Since I was sttruck with Guillain-Barre Syndrome in 2005 and spent eight montths in the hospital paralyzed from the nose down, unable to speak and have recovered to a degree where I can type, play piano poorly but cannot work because of something that’s laughably called “Fatigue symdrome” the only work left for me to make me feel useful has been to become a literary critic. Various publishing houses send me their uncorrected galleys, i read them and then write pre-publication essays or reviews from which quotations can be pulled or entire reviews can be published.

    Your book, “Dear MArc us” was the most recent to arrive at my door. I am not aty all certain that I am the appropriate man to review this book. Every word you wrote is honewst, pure and the truth and I spent most of the 23 hours reading it crying, feeling sporry for myself, feeling sporry for you and imagining what it would be like to have a Marcus of my own instead of a microbiotic virus. You see I’m a novice. I’ve not yet accepted fully and still have3 the moments when I believe that this is temporary; that the novelty has indeed worn off; people are polite from guilt or rude from discomfrot; I am able to breath on my own, I fight with my wheelkchair and occasionally am able to transfer using a walker or two canes. I sleep about 90% of the time.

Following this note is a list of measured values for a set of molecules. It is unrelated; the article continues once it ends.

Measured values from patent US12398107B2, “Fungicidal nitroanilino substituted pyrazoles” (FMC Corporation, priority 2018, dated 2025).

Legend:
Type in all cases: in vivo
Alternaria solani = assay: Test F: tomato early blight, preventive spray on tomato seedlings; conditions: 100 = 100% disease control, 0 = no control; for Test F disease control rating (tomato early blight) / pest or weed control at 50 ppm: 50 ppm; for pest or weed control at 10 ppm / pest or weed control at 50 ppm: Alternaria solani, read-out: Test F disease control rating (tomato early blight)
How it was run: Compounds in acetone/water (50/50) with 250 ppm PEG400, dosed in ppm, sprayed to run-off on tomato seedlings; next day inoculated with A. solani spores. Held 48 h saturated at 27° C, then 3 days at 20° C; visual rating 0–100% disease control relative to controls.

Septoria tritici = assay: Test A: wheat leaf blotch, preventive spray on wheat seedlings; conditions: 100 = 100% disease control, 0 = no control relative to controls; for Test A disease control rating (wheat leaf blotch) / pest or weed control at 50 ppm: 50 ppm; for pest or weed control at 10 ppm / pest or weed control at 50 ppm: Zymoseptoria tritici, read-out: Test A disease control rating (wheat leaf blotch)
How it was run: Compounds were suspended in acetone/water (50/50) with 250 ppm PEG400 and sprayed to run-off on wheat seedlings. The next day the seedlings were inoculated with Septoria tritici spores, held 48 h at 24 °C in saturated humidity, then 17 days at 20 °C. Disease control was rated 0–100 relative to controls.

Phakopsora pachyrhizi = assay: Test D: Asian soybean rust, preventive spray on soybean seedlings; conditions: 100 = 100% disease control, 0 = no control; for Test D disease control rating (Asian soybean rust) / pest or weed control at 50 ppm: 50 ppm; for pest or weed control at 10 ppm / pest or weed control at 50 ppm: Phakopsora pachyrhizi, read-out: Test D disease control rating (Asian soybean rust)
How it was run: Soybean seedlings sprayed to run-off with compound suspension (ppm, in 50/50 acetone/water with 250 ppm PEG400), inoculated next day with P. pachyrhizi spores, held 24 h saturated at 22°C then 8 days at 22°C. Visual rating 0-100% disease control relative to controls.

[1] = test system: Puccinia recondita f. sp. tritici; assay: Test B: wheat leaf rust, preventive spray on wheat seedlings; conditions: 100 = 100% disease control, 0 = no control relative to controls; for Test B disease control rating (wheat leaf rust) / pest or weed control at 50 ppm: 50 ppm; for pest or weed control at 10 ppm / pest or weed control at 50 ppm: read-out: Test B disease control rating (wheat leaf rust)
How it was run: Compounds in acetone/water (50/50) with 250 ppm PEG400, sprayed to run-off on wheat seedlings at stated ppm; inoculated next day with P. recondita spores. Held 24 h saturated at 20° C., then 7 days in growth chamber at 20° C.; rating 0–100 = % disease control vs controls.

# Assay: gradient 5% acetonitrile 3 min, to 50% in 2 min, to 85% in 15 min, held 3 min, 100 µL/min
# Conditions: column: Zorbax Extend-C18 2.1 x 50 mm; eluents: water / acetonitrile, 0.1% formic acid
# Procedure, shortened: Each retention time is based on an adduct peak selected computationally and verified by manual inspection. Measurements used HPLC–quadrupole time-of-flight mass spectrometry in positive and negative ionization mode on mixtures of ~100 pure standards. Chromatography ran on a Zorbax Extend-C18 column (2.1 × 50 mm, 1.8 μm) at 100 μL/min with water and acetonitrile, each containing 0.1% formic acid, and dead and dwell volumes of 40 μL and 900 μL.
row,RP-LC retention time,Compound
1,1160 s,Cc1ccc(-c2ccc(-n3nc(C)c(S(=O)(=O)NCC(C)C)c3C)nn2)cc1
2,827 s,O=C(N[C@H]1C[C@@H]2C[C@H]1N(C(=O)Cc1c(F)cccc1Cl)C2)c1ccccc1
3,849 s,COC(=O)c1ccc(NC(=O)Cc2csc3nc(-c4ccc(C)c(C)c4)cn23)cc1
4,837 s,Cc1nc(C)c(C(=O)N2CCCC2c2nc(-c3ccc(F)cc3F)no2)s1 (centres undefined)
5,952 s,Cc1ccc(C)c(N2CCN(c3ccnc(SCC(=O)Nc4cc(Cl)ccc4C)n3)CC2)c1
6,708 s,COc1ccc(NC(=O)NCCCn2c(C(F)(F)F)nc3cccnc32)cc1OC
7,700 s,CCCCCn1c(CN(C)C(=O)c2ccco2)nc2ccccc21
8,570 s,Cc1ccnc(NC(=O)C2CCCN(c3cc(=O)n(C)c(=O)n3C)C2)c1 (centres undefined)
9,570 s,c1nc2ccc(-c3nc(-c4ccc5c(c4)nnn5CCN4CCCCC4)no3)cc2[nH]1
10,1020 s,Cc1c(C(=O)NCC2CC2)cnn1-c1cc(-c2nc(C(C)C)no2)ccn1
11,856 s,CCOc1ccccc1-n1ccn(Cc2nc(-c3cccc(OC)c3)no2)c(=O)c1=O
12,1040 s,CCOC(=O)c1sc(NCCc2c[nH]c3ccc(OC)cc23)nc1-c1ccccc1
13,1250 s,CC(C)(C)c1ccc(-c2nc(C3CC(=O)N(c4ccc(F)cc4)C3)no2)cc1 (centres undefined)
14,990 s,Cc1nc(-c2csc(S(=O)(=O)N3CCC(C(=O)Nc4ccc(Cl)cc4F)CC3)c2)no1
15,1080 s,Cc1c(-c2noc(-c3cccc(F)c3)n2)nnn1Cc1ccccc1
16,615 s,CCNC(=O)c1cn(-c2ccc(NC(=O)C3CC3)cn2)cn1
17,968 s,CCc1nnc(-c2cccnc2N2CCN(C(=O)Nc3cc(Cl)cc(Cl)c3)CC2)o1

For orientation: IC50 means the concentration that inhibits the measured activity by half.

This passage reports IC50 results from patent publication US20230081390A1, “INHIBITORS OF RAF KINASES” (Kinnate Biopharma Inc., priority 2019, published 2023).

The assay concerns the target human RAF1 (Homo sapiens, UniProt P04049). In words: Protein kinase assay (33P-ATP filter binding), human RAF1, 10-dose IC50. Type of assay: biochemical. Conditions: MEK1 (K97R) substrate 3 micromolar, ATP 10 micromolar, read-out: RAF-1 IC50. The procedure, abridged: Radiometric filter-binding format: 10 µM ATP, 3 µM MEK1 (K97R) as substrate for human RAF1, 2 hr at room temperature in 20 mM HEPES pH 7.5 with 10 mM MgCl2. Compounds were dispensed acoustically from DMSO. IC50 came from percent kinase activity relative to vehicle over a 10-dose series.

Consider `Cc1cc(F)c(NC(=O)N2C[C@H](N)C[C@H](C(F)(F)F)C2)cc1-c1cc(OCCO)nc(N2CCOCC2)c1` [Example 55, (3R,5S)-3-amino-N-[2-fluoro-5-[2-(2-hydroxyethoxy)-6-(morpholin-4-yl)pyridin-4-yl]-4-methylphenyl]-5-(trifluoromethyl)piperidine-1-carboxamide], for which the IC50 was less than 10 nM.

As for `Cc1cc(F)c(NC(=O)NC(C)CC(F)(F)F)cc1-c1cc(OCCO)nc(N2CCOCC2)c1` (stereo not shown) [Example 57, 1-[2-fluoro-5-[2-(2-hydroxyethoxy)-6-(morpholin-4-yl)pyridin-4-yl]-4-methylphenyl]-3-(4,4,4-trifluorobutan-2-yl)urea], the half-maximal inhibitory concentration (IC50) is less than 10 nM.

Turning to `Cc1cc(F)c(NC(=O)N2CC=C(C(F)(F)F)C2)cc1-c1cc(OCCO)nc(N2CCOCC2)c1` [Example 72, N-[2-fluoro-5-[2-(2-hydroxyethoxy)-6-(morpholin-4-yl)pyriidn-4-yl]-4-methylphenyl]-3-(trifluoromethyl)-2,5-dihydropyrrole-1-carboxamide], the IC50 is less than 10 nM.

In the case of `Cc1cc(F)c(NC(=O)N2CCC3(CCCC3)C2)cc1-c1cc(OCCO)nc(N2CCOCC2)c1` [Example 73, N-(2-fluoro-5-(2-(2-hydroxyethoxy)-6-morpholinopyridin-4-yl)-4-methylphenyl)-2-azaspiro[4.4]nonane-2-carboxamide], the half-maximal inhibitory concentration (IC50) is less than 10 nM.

Your book, beautifully written- though on pager 158 correct thre adverb in the sentencer, “Ity doesn;t matter that I dress up nice…” – is five stars to me. ANd it’s a book that every single person alive should read. But I sgtruggle as to how to write a professional essay about saomething thatg touches me in ways that many readers can simply never understand.

    I do not ask for an answser from you; this is my problem and I will solve it. I hope that every Marcus out there reads this book- those who are still living. And more than this, I hope that the “would be Marcus’ ” read it. It should be taught to sixth graders in the subiurb s and to fifth graders in the city.